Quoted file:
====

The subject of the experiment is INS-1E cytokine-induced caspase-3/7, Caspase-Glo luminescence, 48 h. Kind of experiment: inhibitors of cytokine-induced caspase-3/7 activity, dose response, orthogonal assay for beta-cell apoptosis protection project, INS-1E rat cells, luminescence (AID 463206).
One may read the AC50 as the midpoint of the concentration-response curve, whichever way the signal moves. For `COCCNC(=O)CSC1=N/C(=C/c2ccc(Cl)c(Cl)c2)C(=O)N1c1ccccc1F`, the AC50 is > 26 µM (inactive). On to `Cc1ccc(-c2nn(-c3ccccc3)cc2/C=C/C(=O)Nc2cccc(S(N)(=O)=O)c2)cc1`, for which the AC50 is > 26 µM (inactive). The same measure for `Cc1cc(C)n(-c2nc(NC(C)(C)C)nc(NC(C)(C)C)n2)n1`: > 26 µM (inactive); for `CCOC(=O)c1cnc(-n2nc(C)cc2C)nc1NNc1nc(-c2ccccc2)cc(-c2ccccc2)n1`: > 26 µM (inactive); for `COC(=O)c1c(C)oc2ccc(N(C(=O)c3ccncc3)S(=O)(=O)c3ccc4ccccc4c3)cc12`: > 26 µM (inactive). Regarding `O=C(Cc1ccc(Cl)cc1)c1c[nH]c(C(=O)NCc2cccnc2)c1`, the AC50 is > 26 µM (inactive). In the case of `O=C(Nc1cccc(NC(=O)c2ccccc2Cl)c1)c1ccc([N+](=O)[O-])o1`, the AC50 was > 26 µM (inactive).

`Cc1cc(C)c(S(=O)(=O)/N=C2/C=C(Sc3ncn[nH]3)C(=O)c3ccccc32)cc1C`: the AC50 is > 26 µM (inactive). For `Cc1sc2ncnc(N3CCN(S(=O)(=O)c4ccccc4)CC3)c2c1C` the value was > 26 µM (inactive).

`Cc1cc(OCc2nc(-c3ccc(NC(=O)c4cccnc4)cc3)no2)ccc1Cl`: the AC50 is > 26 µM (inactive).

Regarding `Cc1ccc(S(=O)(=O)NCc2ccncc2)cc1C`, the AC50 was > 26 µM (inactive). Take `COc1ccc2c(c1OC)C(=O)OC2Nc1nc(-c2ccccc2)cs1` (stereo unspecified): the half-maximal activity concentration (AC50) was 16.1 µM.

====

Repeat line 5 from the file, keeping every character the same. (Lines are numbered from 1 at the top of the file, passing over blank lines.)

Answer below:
Regarding `Cc1ccc(S(=O)(=O)NCc2ccncc2)cc1C`, the AC50 was > 26 µM (inactive). Take `COc1ccc2c(c1OC)C(=O)OC2Nc1nc(-c2ccccc2)cs1` (stereo unspecified): the half-maximal activity concentration (AC50) was 16.1 µM.